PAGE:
Mike - Must be nice having the same crystal oscillator for multi channels. Im guessing youve made (after the fact on a computer, not a realtime mix run through a mixer/ soundboard) 4 channel mixes “old school style” as well with sources from 2 different dats. Line up the bits perfectly and readjust as needed as the clocks drift apart. If memory serves in the mid/late 90s there was one dat deck that did 4 channel mixes. It was the Nagra and cost like 20k (maybe more). I need to pick up a mini>RCA cable and am really looking forward to listening to your recordings.
 
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kirk57

Junior Member
- I think digital sources in general are better than what most people were able to get out of analog, analog just being too fussy about setup to deal with.

- Server based music streaming (not including streaming services here) in my system sounds excellent and lets me access my library in ways that could only have been dreamed about previously.

- While the quality of loudspeaker drivers and components have undoubtedly improved, I'm not convinced that modern speakers built with them are always as listenable as some older designs. I think that designers may have lost their way a bit in pursuit of imaging and detail resolution, which is understandable since improvements in those areas are now possible to a greater degree.
 
I think the biggest change today (for the better) is affordable access to all music (old and new) via popular streaming sites and access to affordable stereo gear from companies like Elac, Schiit and many others.

There is a great thread on AK that asks for opinions on the best modern system with a total price under $500. There are many creative setups there. Some are using your phone as the source, good and cheap DAC, good speakers discounted to crazy prices during holiday promotions and bluetooth equipped amps.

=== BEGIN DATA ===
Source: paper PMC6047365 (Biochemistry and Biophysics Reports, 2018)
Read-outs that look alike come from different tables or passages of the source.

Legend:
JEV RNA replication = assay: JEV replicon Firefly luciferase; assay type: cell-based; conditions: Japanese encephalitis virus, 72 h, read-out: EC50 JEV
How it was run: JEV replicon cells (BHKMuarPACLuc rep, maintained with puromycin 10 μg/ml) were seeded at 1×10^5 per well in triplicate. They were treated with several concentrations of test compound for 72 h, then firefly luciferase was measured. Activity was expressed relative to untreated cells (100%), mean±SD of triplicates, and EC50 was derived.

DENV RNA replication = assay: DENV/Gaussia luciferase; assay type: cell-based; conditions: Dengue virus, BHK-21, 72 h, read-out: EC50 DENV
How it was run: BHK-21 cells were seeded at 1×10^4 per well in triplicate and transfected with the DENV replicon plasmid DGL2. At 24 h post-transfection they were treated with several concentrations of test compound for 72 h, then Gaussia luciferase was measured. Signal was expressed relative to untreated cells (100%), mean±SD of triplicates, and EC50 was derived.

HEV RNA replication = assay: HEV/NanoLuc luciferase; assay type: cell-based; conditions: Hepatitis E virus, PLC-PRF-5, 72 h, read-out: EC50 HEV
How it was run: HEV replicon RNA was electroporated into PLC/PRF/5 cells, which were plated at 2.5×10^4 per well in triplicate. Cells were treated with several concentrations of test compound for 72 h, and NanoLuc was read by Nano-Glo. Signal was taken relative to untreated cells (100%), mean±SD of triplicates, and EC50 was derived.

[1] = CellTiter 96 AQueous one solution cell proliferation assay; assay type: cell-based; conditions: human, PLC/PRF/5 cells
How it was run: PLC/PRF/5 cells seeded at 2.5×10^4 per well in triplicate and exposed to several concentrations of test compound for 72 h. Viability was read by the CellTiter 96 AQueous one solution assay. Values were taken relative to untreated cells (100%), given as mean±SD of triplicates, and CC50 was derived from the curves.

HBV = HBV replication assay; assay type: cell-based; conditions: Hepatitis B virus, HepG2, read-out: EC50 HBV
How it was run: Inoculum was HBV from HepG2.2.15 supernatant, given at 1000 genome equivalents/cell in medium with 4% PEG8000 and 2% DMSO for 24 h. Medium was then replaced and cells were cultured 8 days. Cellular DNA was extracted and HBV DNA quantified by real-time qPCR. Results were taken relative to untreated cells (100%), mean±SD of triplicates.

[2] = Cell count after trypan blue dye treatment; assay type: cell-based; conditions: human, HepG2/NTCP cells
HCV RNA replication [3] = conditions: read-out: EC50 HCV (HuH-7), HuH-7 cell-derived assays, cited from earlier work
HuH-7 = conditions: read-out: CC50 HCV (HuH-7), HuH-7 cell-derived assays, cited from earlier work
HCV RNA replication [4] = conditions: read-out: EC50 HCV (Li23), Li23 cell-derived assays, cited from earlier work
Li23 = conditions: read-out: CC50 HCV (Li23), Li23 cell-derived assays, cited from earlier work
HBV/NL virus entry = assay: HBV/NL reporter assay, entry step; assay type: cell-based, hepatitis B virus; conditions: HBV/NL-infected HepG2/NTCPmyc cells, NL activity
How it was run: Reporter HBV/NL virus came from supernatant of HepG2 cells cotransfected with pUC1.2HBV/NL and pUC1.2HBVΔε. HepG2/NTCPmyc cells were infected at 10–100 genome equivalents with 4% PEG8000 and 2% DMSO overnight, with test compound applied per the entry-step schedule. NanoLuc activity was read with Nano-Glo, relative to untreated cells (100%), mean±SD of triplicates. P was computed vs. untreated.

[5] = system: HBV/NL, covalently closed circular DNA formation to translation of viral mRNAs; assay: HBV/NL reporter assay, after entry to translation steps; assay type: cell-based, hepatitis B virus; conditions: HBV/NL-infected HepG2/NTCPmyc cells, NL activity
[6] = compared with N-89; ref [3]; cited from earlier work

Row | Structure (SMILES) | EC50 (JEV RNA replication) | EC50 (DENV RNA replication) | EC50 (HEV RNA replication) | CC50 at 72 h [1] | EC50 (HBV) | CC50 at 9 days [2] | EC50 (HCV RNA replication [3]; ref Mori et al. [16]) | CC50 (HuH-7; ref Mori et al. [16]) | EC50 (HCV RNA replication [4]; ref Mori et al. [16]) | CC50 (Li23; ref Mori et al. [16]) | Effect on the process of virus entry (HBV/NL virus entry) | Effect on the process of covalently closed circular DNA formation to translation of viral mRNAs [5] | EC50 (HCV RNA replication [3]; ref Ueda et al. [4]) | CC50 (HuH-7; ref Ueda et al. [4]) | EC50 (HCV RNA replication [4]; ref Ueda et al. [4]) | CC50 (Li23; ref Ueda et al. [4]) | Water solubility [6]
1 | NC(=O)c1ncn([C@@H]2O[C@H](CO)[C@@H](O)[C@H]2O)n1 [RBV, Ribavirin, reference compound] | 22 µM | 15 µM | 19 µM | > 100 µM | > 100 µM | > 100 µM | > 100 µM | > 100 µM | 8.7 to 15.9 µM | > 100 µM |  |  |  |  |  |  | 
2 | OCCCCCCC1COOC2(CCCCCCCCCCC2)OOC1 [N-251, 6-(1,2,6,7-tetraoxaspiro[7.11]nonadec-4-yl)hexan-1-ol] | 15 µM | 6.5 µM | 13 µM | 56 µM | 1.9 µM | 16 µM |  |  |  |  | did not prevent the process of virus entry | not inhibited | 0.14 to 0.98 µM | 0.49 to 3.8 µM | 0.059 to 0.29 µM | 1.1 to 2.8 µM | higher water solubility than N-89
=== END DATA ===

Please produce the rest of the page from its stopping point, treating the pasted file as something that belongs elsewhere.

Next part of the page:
And it may not be the best quality for guys with high-end systems, but streaming services like Amazon Prime Music offer a huge library of music at a very affordable price.

That's where I see the most positive change in recent years effecting the largest number of people.
 

Thermionics

Post Whore In Training
That's where I see the most positive change in recent years effecting the largest number of people.
Compared to the 80s and 90s, there seems to have been a democratization of high fidelity, similar to the wonky DIY-era of the 50s and 60s. It's no longer the Levinson / Krell / Audio Research / Wilson pantheon of Ultimate Truth and Beauty (tm). For example, streaming is huge - especially given the ubiquitous Raspberry Pi-based streaming solutions that are now available and extremely affordable. Likewise, it's possible to build a fantastic phono stage like the HypnoToad HQMC for a little over $150 that will hang with some extremely vaunted gear.

(@JohnVF, I might have to humbly agree to disagree on regards to pre-2000 preamplifiers - you can have amazingly good preamps with extremely musical and accurate phono stages built in the 70s and 80s, but in order to hear them at their best, they will definitely need to be serviced, with op-amps, if used, replaced by quieter modern equivalents)

I like to see materials like wood, brushed metal, and linen deployed in clean, modern design. And while there's plenty of contemporary manufacturers catering to my preferred aesthetic, I think most gear post-1978 or so is ass-ugly.
For whatever reason, now I've got a vision of an amplifier with a chassis made of linen a la Christo stuck in my brain. 🤣
 

Prime Minister

Site Owner
Staff member
What's improved? Pretty well everything. I can't think of any area of the hobby that sound quality wise that is worse now. Maybe MM cartridges? Hard to say. Tough to compare a 30-40 year old cartridge to a new one.